Cannabis Stock Report Year In Review 2017 (Part I): Technology, Takeovers, And Turmoil
"When we started doing some digging, you could start to see that this is akin to financial guerrilla tactics,” said CanniMed Therapeutics CEO Brent Zettl referencing rival cannabis company Aurora Cannabis’ hostile takeover attempt in an early December interview. The quote symbolizes an industry still clawing and fighting its way out of the black markets and into the mainstream.
2017 was a maturation year for legalized cannabis. The industry on both sides of the United States-Canadian border caught the attention of the broader investor class but still suffered from the kind of infighting and posturing to which juvenile sectors are sometimes susceptible. Nevertheless, growth permeated the industry and the money invested showed that legal cannabis prepped itself for a spot on the prime-time stage.
As it stands, 29 U.S. States allow for some form of legal marijuana, with Alaska, Colorado, Oregon, and Washington operating free and open recreational markets. More are set to come in 2018 - none more prominent than California’s, which is expected to be the largest adult-use recreational market in the state. Not to be outdone, Canada plans to repeal marijuana prohibition by the summer of 2018 entirely.
Yet, at least in the states, the cannabis industry is still dealing with the old guard political class who are not ready to fully let go of the past. Federal law still prohibits the sale of cannabis, and U.S. Attorney General Jeff Sessions’ promises of a “rational” marijuana policy seem anything but. It all adds up to an industry ready to break out but still waiting for permission.
Here is part one of the Cannabis Stock Report’s 2017 Year-in-Review of the Cannabis Industry.
Constellation Brands Invests In Canopy Growth Corporation
In October beverage-maker Constellation Brands (NYSE:STZ) (NYSE:STZ.B) turned the cannabis world on its head when they announced the acquisition of a minority stake in Canopy Growth Corporation (TSX:WEED), Canada’s leading cannabis company. It was a landmark moment in legalized cannabis, as mainstream investors finally put significant cash into the sector. The owner of such brands as Corona bought a 9.9 percent stake in the company, costing a total of $245 million. In a statement announcing the deal, Constellation noted that they would not be selling any cannabis products until doing so became federally legal in the United States, evidence of how U.S. law is holding back the industry from its full potential.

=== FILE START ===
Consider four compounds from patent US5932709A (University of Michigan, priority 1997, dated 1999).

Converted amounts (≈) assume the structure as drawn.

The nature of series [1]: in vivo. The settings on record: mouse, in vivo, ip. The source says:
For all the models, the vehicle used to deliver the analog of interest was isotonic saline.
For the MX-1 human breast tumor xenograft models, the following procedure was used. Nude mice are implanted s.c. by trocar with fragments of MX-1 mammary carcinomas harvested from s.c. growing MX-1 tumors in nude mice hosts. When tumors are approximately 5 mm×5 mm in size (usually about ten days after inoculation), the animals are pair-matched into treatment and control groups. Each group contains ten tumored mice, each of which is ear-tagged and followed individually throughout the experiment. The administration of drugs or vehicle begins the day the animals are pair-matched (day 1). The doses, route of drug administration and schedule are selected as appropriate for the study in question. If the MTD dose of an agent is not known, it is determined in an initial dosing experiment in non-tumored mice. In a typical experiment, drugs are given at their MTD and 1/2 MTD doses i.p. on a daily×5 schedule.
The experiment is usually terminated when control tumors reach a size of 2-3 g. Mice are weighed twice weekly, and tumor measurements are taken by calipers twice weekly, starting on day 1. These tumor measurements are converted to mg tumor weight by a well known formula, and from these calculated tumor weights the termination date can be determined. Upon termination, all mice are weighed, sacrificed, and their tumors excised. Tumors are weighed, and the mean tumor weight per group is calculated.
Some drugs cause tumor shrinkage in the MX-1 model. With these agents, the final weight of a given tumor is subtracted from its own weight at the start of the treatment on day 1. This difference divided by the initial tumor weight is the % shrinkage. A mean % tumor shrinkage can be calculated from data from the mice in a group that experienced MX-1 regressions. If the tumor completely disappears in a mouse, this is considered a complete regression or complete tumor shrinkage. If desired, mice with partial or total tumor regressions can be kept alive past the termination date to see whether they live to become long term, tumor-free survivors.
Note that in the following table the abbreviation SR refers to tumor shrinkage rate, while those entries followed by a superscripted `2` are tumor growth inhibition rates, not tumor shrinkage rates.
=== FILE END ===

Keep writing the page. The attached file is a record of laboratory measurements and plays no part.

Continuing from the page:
“We are thrilled to have the backing of such a well-established and respected organization such as Constellation Brands,” commented Bruce Linton Canopy Growth Corporation Chairman and Chief Executive Officer. “We look forward to working with the Constellation Brands team to access their deep knowledge and experience in growing brands as we continue to expand our business.”
IBM Proposes Blockchain As Regulatory Framework
Earlier this year corporate giant IBM elbowed their way into the cannabis game when they made a monumental proposal to the Canadian government for the adoption of blockchain technology as a regulatory framework for the sale of legalized cannabis. A document produced by the company boosting the technology guaranteed consumer safety and regulatory oversight “from seed to sale.” Associated with its use in the world of cryptocurrencies, the blockchain shared ledger is “cryptographically secure” and can track complex transactions. Aimed at British Columbia, IBM’s proposal showed how the technology could help the government to control all facets of the supply-chain. It was just one of many examples this year of mainstream business looking to cash in on the cannabis green rush.
“Blockchain is rapidly becoming a world-leading technology enabling the assured exchange of value in both digital and tangible assets,” IBM’s report stated. “Its relevance to regulating cannabis is similar to its many chain of custody applications in areas such as pharmaceutical distribution and food chains.”
Aurora Cannabis and CanniMed Therapeutics Declare War